What defects cause car, truck and SUV accidents?
We place a great deal of trust in our vehicles. Drivers often travel at high speeds regularly without giving it a second thought.
Most of the time, this trust is well-founded. If we keep up with regular maintenance and inspection, we can usually rely on our vehicles to get us where we need to go.
But vehicles fail their drivers in unexpected ways. A tire blows out, brakes stop working, or the steering malfunctions. The result of these failures can be catastrophic injury or death.
Victims of mechanical flaws need to analyze how and why the event occurred. You could assume it was a coincidence or a stroke of bad luck, but there could be more behind it. These incidents occur in certain circumstances because a components manufacturer, mechanic, or other person was reckless, putting you in a risky situation without your knowledge.
If you believe a car malfunction caused an accident in which you were harmed or a loved one was wounded or died, you should investigate all of your legal options. A car accident lawyer can analyze your case and advise you on your possible claims.
Defective Parts That Frequently Lead to Accidents
Let us begin by going through the three categories of product defects:
A design flaw is an issue in how an item was designed before it was ever manufactured. Because of the defect in the design, the product (such as a car part) fails to meet industry and safety requirements.
On the other hand, manufacturing faults relate to flaws in the manufacturing process. The product’s ideas were good, however, they were not followed during the production process. The product is faulty as a result of manufacturing and assembly mistakes.
Insufficient Warning/Failure to Warn
Finally, failure to warn describes a circumstance in which the inherent risks of a product are not adequately disclosed to customers. Even if a product is utilized for its intended purpose, inadequate warnings might result in damage or death.
What Flaws Cause Cars to Be Unsafe?
When it comes to mechanical flaws that cause automobile accidents, the deficiencies are often of the first two sorts. The following are examples of design defects and production errors:
Tires with defects
Tires, as we all know, are not inexpensive. We do everything possible to extend the life of our tires.
Unfortunately, tire manufacturers frequently calculate tire durability claims, which may not be an accurate picture of how long your tires are truly safe. When this is combined with the fact that extremely worn tires can cause tread separation (which can cause disastrous accidents at high speeds), it is evident how dangerous a faulty tire can be.
Defective tires can be caused by factors other than manufacturer negligence. Defective tires can also be caused by a tire provider installing the incorrect tires on your car or failing to properly mount the tires, resulting in an accident.
Brakes That Aren’t Working
As our vehicles get more complex, the sorts of faults that might occur expand. When it comes to brakes, faults might occur in the hydraulic system (for example, a brake fluid leak), the electrical system (for example, a faulty brake light), or the mechanical system (such as an inappropriate material used).
When a manufacturer or mechanic fails to exercise proper caution when creating or repairing your car’s brake system, it can lead to a variety of issues that might result in a major collision.
Defects in Steering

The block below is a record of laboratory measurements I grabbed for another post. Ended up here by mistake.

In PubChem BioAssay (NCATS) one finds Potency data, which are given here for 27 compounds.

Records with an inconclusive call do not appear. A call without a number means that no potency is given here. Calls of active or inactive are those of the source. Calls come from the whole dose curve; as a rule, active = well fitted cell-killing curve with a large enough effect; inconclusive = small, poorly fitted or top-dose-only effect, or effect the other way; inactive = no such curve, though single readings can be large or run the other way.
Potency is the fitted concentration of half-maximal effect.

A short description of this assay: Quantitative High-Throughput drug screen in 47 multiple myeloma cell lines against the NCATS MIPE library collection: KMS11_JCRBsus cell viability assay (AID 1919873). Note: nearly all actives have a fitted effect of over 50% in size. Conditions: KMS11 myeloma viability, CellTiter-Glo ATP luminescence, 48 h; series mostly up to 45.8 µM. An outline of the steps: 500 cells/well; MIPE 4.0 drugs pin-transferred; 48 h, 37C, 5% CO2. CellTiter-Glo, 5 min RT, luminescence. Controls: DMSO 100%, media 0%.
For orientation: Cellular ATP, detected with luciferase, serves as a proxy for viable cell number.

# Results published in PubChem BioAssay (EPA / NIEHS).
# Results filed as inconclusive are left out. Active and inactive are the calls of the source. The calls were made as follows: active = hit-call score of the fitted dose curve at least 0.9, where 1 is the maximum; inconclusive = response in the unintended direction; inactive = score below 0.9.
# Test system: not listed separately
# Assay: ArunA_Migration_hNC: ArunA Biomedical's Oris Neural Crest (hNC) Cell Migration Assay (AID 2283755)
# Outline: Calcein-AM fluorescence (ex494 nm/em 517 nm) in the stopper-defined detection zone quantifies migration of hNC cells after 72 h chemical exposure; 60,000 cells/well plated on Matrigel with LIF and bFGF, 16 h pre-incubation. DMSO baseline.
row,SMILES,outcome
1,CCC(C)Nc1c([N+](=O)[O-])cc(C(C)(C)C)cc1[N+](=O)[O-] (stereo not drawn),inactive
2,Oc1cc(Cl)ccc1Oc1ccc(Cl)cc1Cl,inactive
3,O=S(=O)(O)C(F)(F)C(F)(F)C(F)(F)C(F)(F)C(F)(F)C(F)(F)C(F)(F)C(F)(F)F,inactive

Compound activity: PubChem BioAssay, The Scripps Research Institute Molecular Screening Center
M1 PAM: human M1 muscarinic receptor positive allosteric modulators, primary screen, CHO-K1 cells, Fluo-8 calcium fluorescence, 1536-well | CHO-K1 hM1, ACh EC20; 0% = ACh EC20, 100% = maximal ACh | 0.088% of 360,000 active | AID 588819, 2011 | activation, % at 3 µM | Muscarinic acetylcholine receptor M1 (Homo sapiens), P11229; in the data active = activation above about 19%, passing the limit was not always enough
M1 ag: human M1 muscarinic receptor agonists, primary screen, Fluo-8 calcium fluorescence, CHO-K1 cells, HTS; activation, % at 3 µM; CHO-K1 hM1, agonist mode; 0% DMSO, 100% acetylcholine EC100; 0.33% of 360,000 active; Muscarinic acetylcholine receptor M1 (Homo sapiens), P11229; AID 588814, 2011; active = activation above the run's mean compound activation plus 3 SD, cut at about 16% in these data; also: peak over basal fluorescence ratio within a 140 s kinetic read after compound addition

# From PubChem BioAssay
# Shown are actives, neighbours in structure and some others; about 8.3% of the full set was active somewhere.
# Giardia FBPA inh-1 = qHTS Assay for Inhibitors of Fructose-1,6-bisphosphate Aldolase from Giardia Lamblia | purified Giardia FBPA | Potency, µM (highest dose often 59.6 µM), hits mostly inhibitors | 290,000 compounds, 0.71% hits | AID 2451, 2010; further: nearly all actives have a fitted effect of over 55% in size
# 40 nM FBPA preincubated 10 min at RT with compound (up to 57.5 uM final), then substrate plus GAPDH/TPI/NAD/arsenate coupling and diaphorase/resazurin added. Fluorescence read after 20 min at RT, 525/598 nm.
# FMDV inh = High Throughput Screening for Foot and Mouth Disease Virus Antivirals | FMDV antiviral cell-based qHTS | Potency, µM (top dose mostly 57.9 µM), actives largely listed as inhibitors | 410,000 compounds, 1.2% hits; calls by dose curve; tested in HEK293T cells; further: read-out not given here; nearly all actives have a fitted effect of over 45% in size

Steering problems, like malfunctioning brakes, are particularly dangerous since they make controlling your car difficult, if not impossible. Even at modest speeds, a flaw in your car’s steering system might force you to collide with another vehicle or a stationary object, resulting in significant injury, property damage, and other consequences.
Malfunctions of the Engine
Car engines can differ substantially from one another, especially with the advent of electric vehicles. However, regardless of engine type, design and manufacturing flaws can cause stalls, fires, inadvertent downshifting, and other issues that can endanger drivers.
Unfortunately, manufacturers are sometimes aware of these flaws but choose not to address them owing to the high expense of recalls. This can endanger the lives of unwary motorists.
Ignition and Fuel Systems Faults
Defective ignition and fuel systems provide a distinct difficulty than the flaws previously described. Instead of increasing the likelihood of an accident, failures in these systems might make a collision worse than it would have been otherwise.
A defective fuel system, for example, might result in a fuel spill following an accident. This can cause a fire, resulting in severe burn injuries. As a result, while the deficiency may not have caused the accident, it may have resulted in preventable injuries and subsequent damages suffered by the accident victim.
Who Is Liable in the Event of a Defective Vehicle Accident?
Finally, defective automobiles might be the consequence of carelessness on the side of vehicle manufacturers, component manufacturers, technicians, and others. As a result, culpability is determined by the specific facts of each event.
Without legal assistance, determining who is at fault is difficult. A skilled attorney can construct a compelling case supported by evidence that clearly shows how a vehicle flaw or malfunction contributed to the accident and how someone else’s carelessness resulted in your injuries.
Contact an Auto Defects Lawyer
Our car defect attorney has helped many clients nationwide recover money for amputations, asphyxiations, burn injuries, brain trauma, spinal cord injury, death, and other catastrophic disabilities caused by defective SUVs, cars, and other vehicles. David P. Willis is board certified as a personal injury trial law specialist. We’ve put in a lot of effort to get the best results for our clients, and we’ll do the same for you and your loved ones. Call us at 713-654-4040 or 1-800-883-9858.